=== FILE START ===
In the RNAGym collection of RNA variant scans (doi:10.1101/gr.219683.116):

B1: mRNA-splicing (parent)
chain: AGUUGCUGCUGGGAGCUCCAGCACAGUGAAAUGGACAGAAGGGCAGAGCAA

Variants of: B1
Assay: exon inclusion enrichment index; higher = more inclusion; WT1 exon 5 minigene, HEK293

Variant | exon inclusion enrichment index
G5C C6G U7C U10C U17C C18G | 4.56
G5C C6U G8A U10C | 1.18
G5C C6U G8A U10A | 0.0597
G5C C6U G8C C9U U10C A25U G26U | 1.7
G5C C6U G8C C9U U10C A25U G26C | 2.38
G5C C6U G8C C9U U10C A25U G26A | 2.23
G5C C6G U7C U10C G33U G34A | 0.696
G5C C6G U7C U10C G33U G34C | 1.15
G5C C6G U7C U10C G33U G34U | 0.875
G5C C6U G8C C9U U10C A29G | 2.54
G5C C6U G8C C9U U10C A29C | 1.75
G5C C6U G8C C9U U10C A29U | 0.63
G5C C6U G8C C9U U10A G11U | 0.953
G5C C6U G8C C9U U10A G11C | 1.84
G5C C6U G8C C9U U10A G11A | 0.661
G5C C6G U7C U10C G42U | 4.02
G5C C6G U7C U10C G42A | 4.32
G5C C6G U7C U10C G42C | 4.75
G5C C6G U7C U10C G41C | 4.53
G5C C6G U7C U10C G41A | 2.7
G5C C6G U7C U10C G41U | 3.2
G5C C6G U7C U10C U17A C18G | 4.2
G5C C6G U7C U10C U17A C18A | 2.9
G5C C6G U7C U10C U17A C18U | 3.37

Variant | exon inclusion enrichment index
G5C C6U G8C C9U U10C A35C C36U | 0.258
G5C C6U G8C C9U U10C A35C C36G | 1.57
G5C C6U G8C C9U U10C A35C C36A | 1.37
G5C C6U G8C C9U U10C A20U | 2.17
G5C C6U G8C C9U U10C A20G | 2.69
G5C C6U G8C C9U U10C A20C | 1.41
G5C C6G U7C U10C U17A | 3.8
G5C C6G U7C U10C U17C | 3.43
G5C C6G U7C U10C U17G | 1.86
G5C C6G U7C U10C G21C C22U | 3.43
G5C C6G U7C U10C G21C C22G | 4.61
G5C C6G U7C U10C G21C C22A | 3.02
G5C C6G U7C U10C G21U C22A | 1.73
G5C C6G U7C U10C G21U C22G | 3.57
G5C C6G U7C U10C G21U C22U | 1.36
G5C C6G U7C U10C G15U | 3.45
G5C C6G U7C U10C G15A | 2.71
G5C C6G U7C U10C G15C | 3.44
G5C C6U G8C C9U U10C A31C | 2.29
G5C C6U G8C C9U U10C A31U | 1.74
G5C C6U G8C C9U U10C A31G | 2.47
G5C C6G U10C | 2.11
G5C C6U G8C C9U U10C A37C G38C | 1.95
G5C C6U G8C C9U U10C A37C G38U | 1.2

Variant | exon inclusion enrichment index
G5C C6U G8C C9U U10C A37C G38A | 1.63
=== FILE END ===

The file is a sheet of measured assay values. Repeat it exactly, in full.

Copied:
In the RNAGym collection of RNA variant scans (doi:10.1101/gr.219683.116):

B1: mRNA-splicing (parent)
chain: AGUUGCUGCUGGGAGCUCCAGCACAGUGAAAUGGACAGAAGGGCAGAGCAA

Variants of: B1
Assay: exon inclusion enrichment index; higher = more inclusion; WT1 exon 5 minigene, HEK293

Variant | exon inclusion enrichment index
G5C C6G U7C U10C U17C C18G | 4.56
G5C C6U G8A U10C | 1.18
G5C C6U G8A U10A | 0.0597
G5C C6U G8C C9U U10C A25U G26U | 1.7
G5C C6U G8C C9U U10C A25U G26C | 2.38
G5C C6U G8C C9U U10C A25U G26A | 2.23
G5C C6G U7C U10C G33U G34A | 0.696
G5C C6G U7C U10C G33U G34C | 1.15
G5C C6G U7C U10C G33U G34U | 0.875
G5C C6U G8C C9U U10C A29G | 2.54
G5C C6U G8C C9U U10C A29C | 1.75
G5C C6U G8C C9U U10C A29U | 0.63
G5C C6U G8C C9U U10A G11U | 0.953
G5C C6U G8C C9U U10A G11C | 1.84
G5C C6U G8C C9U U10A G11A | 0.661
G5C C6G U7C U10C G42U | 4.02
G5C C6G U7C U10C G42A | 4.32
G5C C6G U7C U10C G42C | 4.75
G5C C6G U7C U10C G41C | 4.53
G5C C6G U7C U10C G41A | 2.7
G5C C6G U7C U10C G41U | 3.2
G5C C6G U7C U10C U17A C18G | 4.2
G5C C6G U7C U10C U17A C18A | 2.9
G5C C6G U7C U10C U17A C18U | 3.37

Variant | exon inclusion enrichment index
G5C C6U G8C C9U U10C A35C C36U | 0.258
G5C C6U G8C C9U U10C A35C C36G | 1.57
G5C C6U G8C C9U U10C A35C C36A | 1.37
G5C C6U G8C C9U U10C A20U | 2.17
G5C C6U G8C C9U U10C A20G | 2.69
G5C C6U G8C C9U U10C A20C | 1.41
G5C C6G U7C U10C U17A | 3.8
G5C C6G U7C U10C U17C | 3.43
G5C C6G U7C U10C U17G | 1.86
G5C C6G U7C U10C G21C C22U | 3.43
G5C C6G U7C U10C G21C C22G | 4.61
G5C C6G U7C U10C G21C C22A | 3.02
G5C C6G U7C U10C G21U C22A | 1.73
G5C C6G U7C U10C G21U C22G | 3.57
G5C C6G U7C U10C G21U C22U | 1.36
G5C C6G U7C U10C G15U | 3.45
G5C C6G U7C U10C G15A | 2.71
G5C C6G U7C U10C G15C | 3.44
G5C C6U G8C C9U U10C A31C | 2.29
G5C C6U G8C C9U U10C A31U | 1.74
G5C C6U G8C C9U U10C A31G | 2.47
G5C C6G U10C | 2.11
G5C C6U G8C C9U U10C A37C G38C | 1.95
G5C C6U G8C C9U U10C A37C G38U | 1.2

Variant | exon inclusion enrichment index
G5C C6U G8C C9U U10C A37C G38A | 1.63